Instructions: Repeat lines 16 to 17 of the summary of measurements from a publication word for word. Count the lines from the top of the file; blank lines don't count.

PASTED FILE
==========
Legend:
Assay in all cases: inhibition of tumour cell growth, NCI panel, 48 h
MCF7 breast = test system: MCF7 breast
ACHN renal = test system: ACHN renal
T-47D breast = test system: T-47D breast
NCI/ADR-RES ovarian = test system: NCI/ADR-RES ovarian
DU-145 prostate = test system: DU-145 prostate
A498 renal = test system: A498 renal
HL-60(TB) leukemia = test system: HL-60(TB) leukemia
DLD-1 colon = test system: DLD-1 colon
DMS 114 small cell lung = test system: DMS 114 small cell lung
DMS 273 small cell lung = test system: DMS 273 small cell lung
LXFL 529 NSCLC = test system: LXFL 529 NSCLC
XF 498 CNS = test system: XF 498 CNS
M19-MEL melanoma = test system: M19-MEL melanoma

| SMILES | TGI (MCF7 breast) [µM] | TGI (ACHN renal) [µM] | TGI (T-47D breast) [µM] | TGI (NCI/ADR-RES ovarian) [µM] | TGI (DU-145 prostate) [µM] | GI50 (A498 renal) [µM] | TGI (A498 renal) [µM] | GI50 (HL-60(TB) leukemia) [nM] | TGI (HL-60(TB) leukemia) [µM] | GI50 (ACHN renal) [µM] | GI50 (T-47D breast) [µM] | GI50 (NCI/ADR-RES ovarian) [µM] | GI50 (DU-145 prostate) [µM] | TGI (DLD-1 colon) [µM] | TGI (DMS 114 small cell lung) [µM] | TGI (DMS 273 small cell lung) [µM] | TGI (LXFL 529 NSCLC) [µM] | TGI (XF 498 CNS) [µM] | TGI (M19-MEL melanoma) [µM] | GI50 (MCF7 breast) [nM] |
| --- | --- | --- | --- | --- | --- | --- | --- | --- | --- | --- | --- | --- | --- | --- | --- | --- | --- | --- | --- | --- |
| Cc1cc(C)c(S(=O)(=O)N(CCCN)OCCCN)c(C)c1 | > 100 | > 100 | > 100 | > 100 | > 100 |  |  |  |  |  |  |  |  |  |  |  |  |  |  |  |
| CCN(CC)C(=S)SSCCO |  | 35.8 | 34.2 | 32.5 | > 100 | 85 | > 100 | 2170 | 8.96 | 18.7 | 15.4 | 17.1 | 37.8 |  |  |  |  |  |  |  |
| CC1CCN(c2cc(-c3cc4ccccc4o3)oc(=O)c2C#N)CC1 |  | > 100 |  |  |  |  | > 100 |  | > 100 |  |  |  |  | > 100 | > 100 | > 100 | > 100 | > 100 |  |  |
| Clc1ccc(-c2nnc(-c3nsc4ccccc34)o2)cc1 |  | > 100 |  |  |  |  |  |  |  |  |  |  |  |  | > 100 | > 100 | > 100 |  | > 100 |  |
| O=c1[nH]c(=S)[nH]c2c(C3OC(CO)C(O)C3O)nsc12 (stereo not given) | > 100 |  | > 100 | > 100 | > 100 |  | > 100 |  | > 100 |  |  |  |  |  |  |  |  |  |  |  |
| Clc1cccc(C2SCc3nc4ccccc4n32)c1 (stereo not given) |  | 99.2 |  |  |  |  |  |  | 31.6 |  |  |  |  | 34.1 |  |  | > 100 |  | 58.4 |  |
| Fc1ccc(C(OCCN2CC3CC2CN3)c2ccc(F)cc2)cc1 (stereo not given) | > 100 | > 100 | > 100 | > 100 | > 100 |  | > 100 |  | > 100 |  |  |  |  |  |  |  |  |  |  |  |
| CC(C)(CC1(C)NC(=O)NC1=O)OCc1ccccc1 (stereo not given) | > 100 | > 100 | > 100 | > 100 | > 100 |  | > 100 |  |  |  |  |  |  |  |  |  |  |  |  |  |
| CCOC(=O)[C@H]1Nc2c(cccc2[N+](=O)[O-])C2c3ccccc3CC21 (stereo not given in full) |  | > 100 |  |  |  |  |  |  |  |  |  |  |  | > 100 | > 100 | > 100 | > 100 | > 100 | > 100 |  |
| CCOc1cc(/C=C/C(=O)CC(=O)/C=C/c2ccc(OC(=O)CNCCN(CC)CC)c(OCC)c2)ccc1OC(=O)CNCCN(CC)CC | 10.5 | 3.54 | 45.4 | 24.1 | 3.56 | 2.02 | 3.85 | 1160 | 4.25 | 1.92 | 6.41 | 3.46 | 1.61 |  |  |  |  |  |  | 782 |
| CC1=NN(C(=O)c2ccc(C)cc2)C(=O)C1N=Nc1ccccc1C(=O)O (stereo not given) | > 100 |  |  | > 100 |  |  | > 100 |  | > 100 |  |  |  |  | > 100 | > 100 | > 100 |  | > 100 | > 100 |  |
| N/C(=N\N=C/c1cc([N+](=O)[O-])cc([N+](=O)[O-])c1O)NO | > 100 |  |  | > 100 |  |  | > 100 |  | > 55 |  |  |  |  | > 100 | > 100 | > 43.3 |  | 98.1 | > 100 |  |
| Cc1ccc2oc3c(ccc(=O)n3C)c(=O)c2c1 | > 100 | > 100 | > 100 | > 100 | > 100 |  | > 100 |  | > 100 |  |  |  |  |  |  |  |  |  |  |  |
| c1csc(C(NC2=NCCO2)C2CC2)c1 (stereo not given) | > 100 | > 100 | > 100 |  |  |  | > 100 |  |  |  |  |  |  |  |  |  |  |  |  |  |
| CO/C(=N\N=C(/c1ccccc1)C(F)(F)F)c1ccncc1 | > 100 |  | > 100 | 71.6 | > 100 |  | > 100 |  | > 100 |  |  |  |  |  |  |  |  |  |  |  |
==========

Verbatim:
| SMILES | TGI (MCF7 breast) [µM] | TGI (ACHN renal) [µM] | TGI (T-47D breast) [µM] | TGI (NCI/ADR-RES ovarian) [µM] | TGI (DU-145 prostate) [µM] | GI50 (A498 renal) [µM] | TGI (A498 renal) [µM] | GI50 (HL-60(TB) leukemia) [nM] | TGI (HL-60(TB) leukemia) [µM] | GI50 (ACHN renal) [µM] | GI50 (T-47D breast) [µM] | GI50 (NCI/ADR-RES ovarian) [µM] | GI50 (DU-145 prostate) [µM] | TGI (DLD-1 colon) [µM] | TGI (DMS 114 small cell lung) [µM] | TGI (DMS 273 small cell lung) [µM] | TGI (LXFL 529 NSCLC) [µM] | TGI (XF 498 CNS) [µM] | TGI (M19-MEL melanoma) [µM] | GI50 (MCF7 breast) [nM] |
| --- | --- | --- | --- | --- | --- | --- | --- | --- | --- | --- | --- | --- | --- | --- | --- | --- | --- | --- | --- | --- |